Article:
• Study:  The Effect of Weight-Bearing Exercise with Low Frequency, Whole Body Vibration on Lumbosacral Proprioception: A Pilot Study on Normal Subjects [Fontana TL, Richardson CA, Stanton WR. School of Health and Rehabilitation Science, The University of Queensland, St Lucia, QLD 4072, Australia.]
  • Conclusion:  WBV, and the reflexive muscle contraction it provokes, has the potential to induce strength gain in the knee extensors of previously untrained females to the same extent as resistance training at moderate intensity.  It was clearly shown the strength increases after WBV training are not attributable to a placebo effect.

Osteoporosis, Arthritis & Rheumatism

  • Study:  The incidence of osteoporosis, a disease that manifests in the elderly, may be reduced by increasing peak bone mass in the young women. [J Bone Miner Res 2006;21:1464-1474. Published online on June 26, 2006; doi: 10.1359/JBMR.060612.]
  • Conclusions: Short bouts of extremely low-level mechanical signals, several orders of magnitude below that associated with vigorous exercise, increased bone and muscle mass in the weight-bearing skeleton of young adult females with low BMD. Should these musculoskeletal enhancements be preserved through adulthood, this intervention may prove to be a deterrent to osteoporosis in the elderly.

 

 

Other Benefits

  • Stress & Pain Reduction
  • Neuromuscular Re-Education
  • Circulatory Functioning
  • General Health & Wellness

 

 

Regardless of age, WBV provides a low impact vertical exercise solution that can work the entire body or specific body parts.  The reduction of pain and discomfort can dramatically improve flexibility and range of motion.  As a standalone exercise program, or even as a pre/post workout addition, provides many muscular benefits in a fraction of the time.  One of the major perks of WBV is its ability to allow individuals with debilitating illnesses or restrictive conditions to enhance their quality of life, which is something we strive to achieve at Hopkins Chiropractic.  Have we piqued your interest?  If so, call us and schedule an appointment to see what Whole Body Vibration Therapy can do for you.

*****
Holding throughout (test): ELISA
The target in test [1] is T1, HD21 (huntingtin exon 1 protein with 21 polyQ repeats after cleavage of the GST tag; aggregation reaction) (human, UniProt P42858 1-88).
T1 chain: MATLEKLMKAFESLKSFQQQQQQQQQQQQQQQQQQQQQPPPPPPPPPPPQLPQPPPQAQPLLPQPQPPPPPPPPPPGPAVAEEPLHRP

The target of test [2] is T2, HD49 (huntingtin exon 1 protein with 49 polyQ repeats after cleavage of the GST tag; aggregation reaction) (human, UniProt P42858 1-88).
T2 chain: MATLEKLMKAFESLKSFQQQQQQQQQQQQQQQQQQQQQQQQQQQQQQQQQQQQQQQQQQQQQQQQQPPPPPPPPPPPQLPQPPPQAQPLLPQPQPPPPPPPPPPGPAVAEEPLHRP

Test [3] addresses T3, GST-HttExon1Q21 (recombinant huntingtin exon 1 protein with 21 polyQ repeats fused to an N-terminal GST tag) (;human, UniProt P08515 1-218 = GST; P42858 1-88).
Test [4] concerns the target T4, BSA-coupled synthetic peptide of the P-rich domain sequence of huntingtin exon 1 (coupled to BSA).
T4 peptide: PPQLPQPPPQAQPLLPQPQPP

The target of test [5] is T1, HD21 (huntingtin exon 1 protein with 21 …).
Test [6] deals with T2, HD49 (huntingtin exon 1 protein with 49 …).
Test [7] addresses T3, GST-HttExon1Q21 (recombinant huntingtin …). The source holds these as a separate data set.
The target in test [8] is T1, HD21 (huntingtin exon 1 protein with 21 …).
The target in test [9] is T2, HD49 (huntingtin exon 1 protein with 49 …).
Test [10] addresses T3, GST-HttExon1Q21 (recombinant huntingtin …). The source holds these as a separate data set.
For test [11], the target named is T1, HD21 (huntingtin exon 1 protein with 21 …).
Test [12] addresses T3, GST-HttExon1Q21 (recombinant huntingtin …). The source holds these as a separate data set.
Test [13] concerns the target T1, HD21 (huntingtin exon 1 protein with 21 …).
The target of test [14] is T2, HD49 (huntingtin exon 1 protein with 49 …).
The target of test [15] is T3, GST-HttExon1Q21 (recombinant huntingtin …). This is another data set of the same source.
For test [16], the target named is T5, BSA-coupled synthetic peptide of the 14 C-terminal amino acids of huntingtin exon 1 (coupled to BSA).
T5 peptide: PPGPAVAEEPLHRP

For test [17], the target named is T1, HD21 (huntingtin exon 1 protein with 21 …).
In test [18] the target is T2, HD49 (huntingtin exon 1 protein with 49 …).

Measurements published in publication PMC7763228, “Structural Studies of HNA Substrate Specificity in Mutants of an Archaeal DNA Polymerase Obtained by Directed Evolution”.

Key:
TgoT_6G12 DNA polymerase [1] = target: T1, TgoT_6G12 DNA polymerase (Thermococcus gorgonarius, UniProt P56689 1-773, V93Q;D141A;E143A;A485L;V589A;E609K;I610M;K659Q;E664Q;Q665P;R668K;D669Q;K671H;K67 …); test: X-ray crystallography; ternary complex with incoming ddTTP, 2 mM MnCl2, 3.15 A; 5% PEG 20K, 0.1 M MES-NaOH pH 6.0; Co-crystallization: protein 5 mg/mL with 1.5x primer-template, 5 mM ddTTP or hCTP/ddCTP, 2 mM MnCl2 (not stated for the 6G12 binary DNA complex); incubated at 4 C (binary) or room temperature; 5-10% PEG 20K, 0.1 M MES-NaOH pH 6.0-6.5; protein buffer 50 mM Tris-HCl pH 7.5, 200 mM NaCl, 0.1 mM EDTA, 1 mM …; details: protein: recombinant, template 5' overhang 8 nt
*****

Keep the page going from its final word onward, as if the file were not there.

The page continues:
Tennis, Anyone?

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Chiropractic Care and Injury Prevention

Some exercise- and sport-related injuries are random. Stuff happens. But most exercise- and sport-related injuries are preventable. If you're a beginner, making sure you don't do too much too soon is a major principle in injury prevention. If you're an intermediate, intermediate-advanced, or advanced exerciser or athlete, not suddenly doing way more than you're used to is another major injury prevention principle. For example, if your training runs are from 3 to 4 miles, and you've never run more than a 4-mile road race, then running a half-marathon (without additional extensive preparation) is usually a very bad idea.

Again, stuff happens, and common sense is the best method of injury prevention. Regular chiropractic care assists your overall exercise program by helping make sure that your musculoskeletal system is operating at peak efficiency. When your bones, joints, muscles, and other musculoskeletal tissues are working in harmony, the likelihood of experiencing an injury is reduced. For people who exercise and/or do sports, regular chiropractic care helps to get the most benefit out of any exercise time.